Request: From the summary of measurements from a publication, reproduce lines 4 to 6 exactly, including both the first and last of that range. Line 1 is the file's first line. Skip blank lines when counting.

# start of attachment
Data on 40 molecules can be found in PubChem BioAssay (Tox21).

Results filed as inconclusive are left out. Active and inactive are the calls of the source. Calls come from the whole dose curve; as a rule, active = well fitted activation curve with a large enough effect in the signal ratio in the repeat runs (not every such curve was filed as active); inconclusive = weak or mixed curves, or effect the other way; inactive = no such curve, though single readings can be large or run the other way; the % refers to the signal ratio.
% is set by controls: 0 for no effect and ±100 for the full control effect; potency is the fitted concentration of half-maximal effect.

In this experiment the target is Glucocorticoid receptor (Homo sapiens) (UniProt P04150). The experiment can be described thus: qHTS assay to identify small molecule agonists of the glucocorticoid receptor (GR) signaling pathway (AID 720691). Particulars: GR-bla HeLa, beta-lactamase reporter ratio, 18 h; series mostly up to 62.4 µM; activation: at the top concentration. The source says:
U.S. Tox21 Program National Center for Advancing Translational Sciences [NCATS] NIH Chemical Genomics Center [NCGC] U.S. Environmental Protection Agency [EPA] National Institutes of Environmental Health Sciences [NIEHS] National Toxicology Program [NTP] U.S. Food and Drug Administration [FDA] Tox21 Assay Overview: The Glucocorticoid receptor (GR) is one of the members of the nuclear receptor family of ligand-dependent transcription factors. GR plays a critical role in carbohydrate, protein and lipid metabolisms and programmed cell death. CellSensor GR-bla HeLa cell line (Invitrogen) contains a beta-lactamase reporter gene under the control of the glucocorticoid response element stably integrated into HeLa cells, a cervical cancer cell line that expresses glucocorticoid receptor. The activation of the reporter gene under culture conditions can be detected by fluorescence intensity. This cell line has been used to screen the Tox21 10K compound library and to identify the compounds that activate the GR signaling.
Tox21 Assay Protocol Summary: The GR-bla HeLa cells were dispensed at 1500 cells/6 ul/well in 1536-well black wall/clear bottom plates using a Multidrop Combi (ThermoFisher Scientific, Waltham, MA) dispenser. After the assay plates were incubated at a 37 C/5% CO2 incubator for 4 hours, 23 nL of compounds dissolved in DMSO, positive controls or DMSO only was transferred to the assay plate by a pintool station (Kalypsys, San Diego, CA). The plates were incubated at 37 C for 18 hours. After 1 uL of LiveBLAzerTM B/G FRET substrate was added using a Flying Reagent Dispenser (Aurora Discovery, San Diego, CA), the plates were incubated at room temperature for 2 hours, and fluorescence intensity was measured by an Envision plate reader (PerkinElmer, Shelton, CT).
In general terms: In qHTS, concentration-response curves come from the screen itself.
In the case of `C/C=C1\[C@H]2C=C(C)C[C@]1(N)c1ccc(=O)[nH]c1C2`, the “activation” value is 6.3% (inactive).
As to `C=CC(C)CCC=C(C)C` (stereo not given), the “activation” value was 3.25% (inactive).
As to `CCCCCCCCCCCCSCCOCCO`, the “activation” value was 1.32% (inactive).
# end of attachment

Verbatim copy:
In this experiment the target is Glucocorticoid receptor (Homo sapiens) (UniProt P04150). The experiment can be described thus: qHTS assay to identify small molecule agonists of the glucocorticoid receptor (GR) signaling pathway (AID 720691). Particulars: GR-bla HeLa, beta-lactamase reporter ratio, 18 h; series mostly up to 62.4 µM; activation: at the top concentration. The source says:
U.S. Tox21 Program National Center for Advancing Translational Sciences [NCATS] NIH Chemical Genomics Center [NCGC] U.S. Environmental Protection Agency [EPA] National Institutes of Environmental Health Sciences [NIEHS] National Toxicology Program [NTP] U.S. Food and Drug Administration [FDA] Tox21 Assay Overview: The Glucocorticoid receptor (GR) is one of the members of the nuclear receptor family of ligand-dependent transcription factors. GR plays a critical role in carbohydrate, protein and lipid metabolisms and programmed cell death. CellSensor GR-bla HeLa cell line (Invitrogen) contains a beta-lactamase reporter gene under the control of the glucocorticoid response element stably integrated into HeLa cells, a cervical cancer cell line that expresses glucocorticoid receptor. The activation of the reporter gene under culture conditions can be detected by fluorescence intensity. This cell line has been used to screen the Tox21 10K compound library and to identify the compounds that activate the GR signaling.
Tox21 Assay Protocol Summary: The GR-bla HeLa cells were dispensed at 1500 cells/6 ul/well in 1536-well black wall/clear bottom plates using a Multidrop Combi (ThermoFisher Scientific, Waltham, MA) dispenser. After the assay plates were incubated at a 37 C/5% CO2 incubator for 4 hours, 23 nL of compounds dissolved in DMSO, positive controls or DMSO only was transferred to the assay plate by a pintool station (Kalypsys, San Diego, CA). The plates were incubated at 37 C for 18 hours. After 1 uL of LiveBLAzerTM B/G FRET substrate was added using a Flying Reagent Dispenser (Aurora Discovery, San Diego, CA), the plates were incubated at room temperature for 2 hours, and fluorescence intensity was measured by an Envision plate reader (PerkinElmer, Shelton, CT).